Precise Banner Width Calculation
Figuring out the banner width
This step is probably the trickiest of the whole challenge.
And this is where most implementations end up using magic numbers. While doing research on different implementations, I have noticed time and time again values like this:
0:00 The first thing we should do is move away from an absolute unit value like pixels and use something like a percentage-based value. Right now, we're using w-40, but look at what happens if I change the dimension of the container element to something like 48.
0:14 As you can see, the ribbon banner itself is not going to adapt to this, so let's go back to 32, and we're going to use a percentage-based value. I'll start with w-full, which is 100 percent. That's going to be too short, but now, if the container width changes, the ribbon width will remain proportional to the container.
0:34 100 percent width is obviously not enough. What about 200 percent? We don't have that value out of the box, but we can use arbitrary values to go width 200 percent. Whoa, this is clearly too much now. It's breaking out of our view port.
0:49 What about 150 percent? It's getting close. You might think that we can get away with this, especially because we're going to crop out the excess of the ribbon. Yeah, if we look at the figma file for a second, we can see that our banner rectangle here is being cropped to the area of the container.
1:07 We'll eventually translate this in CSS by using overflow-hidden on the container. Let me show you that real quick. On the container element here, I'll add overflow-hidden. Eventually, this would not have a background color either. We just have it to see what happens now.
1:23 Our text is still cropped, but if we also had a text-center class on the ribbon, you would likely get away with this. We're not going to settle for that here. We want to have the exact value, and we want to be able to explain why, which is the key part. While we need the overflow-hidden class eventually, I'll remove it for now. I'll bring back the background color of bg-amber-100.
1:45 150 percent is too much. What about 140 percent? Ooh, it's getting really close. Let me open this in a browser so I can zoom in real close. You can see we're not quite there, but it's getting really close. Maybe 141 percent? Mm, that looks very, very close.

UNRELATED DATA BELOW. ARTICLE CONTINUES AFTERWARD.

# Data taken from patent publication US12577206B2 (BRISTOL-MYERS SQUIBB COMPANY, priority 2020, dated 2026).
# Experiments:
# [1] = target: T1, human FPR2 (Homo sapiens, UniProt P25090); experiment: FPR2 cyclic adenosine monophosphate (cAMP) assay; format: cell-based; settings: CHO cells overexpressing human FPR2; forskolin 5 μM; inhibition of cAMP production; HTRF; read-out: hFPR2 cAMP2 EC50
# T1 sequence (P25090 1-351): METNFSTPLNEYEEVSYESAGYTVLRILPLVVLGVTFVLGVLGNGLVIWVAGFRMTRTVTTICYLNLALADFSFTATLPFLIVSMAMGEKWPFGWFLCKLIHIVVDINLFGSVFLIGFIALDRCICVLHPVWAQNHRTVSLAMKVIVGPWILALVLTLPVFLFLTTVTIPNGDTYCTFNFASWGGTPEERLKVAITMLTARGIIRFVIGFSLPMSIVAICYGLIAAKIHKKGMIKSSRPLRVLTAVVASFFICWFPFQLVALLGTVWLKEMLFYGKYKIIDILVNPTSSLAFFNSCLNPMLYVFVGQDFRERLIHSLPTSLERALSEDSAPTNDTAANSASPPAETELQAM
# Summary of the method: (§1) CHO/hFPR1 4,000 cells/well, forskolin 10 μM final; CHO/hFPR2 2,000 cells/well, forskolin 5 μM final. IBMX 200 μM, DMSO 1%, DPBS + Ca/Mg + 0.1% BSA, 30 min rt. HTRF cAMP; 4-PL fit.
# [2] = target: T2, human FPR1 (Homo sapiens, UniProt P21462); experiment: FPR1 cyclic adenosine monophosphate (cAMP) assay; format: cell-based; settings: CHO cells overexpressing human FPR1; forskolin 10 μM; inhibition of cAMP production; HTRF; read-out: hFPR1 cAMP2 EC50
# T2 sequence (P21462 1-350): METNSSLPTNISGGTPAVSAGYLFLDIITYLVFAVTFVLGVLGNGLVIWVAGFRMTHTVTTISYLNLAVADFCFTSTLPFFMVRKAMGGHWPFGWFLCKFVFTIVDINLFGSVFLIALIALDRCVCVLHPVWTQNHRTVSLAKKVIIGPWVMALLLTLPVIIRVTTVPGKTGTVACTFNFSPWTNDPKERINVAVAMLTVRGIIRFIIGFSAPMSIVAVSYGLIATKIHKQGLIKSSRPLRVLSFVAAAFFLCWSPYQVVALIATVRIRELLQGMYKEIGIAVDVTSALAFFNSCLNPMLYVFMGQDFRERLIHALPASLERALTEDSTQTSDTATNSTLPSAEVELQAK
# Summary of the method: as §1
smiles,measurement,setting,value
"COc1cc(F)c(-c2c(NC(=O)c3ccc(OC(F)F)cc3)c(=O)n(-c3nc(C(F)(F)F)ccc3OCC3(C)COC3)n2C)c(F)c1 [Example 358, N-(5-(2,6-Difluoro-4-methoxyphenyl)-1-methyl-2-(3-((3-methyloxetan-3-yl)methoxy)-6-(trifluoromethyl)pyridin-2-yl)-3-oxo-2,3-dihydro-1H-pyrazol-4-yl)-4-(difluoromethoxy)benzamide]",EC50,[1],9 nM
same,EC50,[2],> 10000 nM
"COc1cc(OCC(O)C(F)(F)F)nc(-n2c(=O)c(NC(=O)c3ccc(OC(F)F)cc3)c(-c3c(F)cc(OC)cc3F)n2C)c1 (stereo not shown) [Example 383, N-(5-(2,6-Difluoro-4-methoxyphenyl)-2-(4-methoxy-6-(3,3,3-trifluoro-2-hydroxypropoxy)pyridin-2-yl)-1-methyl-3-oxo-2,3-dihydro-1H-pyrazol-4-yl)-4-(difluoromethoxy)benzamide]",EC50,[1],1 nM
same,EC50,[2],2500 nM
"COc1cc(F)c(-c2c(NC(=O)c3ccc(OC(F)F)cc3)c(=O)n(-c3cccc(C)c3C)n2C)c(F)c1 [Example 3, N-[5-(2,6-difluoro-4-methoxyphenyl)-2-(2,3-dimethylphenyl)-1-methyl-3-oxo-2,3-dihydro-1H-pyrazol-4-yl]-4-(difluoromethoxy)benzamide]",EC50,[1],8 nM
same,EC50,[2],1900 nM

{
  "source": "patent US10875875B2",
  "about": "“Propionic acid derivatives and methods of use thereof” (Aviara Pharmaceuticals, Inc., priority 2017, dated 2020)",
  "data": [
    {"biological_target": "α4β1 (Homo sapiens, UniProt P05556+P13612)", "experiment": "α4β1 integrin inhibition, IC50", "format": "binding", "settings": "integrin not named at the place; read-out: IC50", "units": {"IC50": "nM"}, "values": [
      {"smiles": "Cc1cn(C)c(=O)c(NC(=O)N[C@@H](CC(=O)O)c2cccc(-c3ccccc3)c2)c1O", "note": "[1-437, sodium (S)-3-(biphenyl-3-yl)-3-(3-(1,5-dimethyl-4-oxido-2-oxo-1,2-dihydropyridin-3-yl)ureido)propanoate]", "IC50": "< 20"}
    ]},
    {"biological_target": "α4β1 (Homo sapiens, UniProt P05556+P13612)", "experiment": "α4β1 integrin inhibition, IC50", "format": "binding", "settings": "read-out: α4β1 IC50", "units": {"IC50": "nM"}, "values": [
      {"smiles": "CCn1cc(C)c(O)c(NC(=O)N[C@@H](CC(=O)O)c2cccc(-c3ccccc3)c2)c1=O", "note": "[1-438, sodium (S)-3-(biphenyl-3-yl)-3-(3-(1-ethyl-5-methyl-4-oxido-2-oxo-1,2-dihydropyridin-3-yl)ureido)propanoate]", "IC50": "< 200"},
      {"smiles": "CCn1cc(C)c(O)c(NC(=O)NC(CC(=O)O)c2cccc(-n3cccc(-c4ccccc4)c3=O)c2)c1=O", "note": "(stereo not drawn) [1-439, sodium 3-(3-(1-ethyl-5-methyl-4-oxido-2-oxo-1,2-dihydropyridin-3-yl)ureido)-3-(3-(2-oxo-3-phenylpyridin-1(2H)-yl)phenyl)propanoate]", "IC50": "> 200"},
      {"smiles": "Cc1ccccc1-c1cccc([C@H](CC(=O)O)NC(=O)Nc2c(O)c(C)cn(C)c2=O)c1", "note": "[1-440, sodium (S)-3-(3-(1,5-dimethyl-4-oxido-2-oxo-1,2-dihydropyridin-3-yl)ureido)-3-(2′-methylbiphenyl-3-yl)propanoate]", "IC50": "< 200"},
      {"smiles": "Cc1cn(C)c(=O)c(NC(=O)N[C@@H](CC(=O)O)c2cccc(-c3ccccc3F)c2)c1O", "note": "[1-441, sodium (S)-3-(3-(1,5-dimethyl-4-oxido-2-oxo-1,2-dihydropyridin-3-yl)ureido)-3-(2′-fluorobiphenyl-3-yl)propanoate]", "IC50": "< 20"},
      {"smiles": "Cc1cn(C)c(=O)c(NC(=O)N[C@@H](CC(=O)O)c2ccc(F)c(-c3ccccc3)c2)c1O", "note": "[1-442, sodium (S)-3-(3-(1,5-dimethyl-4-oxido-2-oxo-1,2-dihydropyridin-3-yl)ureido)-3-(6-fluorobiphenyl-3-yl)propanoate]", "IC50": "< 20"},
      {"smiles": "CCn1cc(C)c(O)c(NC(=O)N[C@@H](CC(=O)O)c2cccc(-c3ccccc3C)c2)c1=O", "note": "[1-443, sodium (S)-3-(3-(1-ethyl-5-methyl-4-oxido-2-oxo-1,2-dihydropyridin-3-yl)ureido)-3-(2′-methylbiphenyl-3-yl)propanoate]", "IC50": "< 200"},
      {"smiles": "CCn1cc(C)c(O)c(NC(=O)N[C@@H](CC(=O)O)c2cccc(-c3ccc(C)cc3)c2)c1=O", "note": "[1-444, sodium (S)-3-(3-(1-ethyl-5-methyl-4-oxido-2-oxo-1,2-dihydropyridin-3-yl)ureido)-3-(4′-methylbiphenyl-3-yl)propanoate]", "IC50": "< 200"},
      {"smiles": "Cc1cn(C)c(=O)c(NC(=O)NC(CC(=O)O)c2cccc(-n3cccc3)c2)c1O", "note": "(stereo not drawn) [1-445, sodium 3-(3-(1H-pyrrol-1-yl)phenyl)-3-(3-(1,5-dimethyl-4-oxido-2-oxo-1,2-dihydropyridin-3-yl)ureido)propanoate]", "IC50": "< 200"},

2:05 What are we doing here? Magic numbers, [gasp] that's what we're doing here. To this, I say stop. [electronic stop sound] Let's figure out the real, logical value that our banner should have. Instead of nudging our width one percent at a time like we started doing, let's start thinking about what we're trying to measure here.
2:22 Let's go back to drawing imaginary shapes in our figma file. Take a look at that shape here, a right-angled triangle to be precise. All of a sudden, it's pretty clear what we're trying to measure. We're measuring the length of a right-angled triangle's longest edge, which is also called the hypotenuse.
2:39 You probably learned at some point about the Pythagorean theorem. That's pretty hard to say for me in English, and it's also probably been a long while since you used that theorem last. If you take a right-angled triangle where the longest edge is C, A^2 + B^2 = C^2.
2:55 In our case, let's say the value of A was one and B was one as well. You can see the value of C would be approximately 1.41. Wait, remember the width we've used in our code? 141 percent. If our container's height and width were both 100 percent, the diagonal of that square would be roughly 141.42 percent.
3:18 I can copy that value and use that here. You can see that now width is set with extreme precision. More importantly, we have an explanation for this value. We went from nudging our width bit by bit to having a scientific explanation for why we have an exact value with a theorem to back it up.